Modern Technology Calls for Broader Constitutional Rights

Since the states vary in the broadness of their anti-SLAPP legislation, further protection is sorely needed. This type of protection can only come from a broadly defined federal statute, which will force the states to protect their citizens. Recently, many have been advocating for a federal anti-SLAPP law to protect people in states that either do not have laws or have laws that are too broad to adequately protect an individual’s right to free speech.

As a strong supporter of First Amendment rights, my view remains: it is no longer valid that the media should be limited in protection. In a sense, we have all become the media because of the ease in which individuals can widely disseminate information on the Internet, creating just as much influence as traditional media. Therefore, if the goal of traditional anti-SLAPP legislation is to protect individual rights and to protect those who do not have the resources to defend themselves against big business, those protections should be expanded to the media. This would quell the controversy and prevent needless litigation. Most importantly, it would protect the constitutional rights that make the United States unique.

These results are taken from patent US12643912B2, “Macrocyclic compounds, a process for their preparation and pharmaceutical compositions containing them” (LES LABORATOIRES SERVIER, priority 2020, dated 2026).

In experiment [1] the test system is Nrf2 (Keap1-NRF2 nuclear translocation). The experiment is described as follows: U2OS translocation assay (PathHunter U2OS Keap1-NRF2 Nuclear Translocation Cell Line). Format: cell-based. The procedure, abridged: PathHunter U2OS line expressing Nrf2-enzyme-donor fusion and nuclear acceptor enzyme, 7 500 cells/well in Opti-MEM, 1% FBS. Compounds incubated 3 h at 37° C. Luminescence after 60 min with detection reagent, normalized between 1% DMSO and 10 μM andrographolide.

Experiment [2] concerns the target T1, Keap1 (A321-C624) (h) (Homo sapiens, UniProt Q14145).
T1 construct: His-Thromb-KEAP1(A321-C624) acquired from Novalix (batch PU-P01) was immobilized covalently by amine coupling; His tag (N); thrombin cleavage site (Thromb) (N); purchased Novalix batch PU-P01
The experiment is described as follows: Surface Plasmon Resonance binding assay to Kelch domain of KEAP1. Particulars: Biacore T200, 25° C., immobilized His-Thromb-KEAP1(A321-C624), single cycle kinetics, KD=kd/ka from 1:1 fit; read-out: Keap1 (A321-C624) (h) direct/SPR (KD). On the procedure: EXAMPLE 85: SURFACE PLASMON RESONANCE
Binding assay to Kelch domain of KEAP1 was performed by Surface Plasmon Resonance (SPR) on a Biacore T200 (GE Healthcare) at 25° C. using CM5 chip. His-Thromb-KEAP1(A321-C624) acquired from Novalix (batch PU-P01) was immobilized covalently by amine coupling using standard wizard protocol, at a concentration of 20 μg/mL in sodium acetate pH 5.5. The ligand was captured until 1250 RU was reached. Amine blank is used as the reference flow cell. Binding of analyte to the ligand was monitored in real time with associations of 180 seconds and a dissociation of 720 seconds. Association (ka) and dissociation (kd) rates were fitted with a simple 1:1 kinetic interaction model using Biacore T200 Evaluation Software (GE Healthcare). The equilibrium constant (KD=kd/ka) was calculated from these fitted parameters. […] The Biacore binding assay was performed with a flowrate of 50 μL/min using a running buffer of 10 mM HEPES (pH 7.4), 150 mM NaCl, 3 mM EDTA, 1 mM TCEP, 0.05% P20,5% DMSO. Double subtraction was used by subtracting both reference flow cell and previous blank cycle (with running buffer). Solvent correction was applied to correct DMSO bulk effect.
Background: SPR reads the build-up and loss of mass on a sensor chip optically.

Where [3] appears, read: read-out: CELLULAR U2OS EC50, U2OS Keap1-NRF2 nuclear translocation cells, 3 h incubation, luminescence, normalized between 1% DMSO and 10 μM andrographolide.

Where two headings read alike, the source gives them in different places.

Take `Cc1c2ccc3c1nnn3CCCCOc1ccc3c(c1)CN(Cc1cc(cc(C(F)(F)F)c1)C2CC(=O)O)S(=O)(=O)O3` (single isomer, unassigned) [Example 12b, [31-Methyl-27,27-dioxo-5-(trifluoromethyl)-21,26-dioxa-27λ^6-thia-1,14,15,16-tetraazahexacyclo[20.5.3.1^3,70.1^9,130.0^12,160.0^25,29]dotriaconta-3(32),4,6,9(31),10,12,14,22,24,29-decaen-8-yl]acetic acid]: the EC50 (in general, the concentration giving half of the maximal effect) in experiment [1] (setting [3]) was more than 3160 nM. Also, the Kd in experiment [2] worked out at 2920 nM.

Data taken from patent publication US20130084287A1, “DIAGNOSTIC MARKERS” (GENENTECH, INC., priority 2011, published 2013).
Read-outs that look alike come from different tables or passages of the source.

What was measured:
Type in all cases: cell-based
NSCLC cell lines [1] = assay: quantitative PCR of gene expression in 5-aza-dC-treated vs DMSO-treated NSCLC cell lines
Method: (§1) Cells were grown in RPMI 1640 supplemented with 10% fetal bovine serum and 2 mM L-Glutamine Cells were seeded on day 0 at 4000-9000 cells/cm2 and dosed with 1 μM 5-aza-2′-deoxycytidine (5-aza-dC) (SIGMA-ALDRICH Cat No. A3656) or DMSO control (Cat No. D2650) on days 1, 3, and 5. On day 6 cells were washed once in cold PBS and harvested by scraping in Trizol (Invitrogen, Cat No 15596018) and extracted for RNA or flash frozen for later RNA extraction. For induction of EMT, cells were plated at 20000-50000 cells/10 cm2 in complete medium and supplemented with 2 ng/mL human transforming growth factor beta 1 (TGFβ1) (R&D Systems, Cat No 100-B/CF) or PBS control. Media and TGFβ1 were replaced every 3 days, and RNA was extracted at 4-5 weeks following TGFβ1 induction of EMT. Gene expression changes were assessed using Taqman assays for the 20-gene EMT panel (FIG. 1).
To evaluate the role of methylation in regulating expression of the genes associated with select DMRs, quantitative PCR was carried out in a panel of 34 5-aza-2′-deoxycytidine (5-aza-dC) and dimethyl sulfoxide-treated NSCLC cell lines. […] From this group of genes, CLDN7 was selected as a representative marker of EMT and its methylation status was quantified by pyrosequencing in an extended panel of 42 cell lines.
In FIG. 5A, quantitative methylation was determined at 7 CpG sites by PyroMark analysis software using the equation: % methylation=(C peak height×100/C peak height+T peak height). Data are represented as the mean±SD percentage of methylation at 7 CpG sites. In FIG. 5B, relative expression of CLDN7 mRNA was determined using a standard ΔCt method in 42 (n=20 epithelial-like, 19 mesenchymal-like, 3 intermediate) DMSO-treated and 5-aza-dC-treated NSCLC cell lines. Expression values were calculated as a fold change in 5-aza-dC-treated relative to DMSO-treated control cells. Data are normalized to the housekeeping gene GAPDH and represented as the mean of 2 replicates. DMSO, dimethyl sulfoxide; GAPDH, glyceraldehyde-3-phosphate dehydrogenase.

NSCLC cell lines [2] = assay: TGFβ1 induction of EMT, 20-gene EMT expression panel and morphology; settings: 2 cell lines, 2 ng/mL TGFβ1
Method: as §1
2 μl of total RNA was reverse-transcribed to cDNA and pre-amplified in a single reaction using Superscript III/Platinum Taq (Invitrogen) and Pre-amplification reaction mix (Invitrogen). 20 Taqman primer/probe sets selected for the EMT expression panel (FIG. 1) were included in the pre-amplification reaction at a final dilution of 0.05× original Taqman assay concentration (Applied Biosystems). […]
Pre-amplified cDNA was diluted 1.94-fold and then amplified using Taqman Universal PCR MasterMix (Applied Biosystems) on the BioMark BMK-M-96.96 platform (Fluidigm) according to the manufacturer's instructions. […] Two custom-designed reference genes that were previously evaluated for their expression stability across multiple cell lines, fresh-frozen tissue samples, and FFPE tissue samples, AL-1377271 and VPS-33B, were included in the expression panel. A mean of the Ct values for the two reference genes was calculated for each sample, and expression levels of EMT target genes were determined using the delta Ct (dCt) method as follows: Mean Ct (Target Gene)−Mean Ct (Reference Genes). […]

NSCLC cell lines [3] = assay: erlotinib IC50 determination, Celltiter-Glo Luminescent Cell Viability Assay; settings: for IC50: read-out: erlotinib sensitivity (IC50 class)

Florida Leads the Charge Overturning Medical Malpractice Caps

On February 23rd, 2006, Dr. Archibald was called into Fort Walton Medical Center to perform a cesarean section on 20-year-old Michelle McCall. Although Dr. Archibald determined that the C-section would be unnecessary, he did stay to repair vaginal injuries McCall had from the birth. Dr. Archibald relied exclusively on a nurse to check McCall’s blood pressure. The nurse failed to report that McCall’s blood pressure was dangerously low. Michelle McCall died of cardiac arrest shortly thereafter.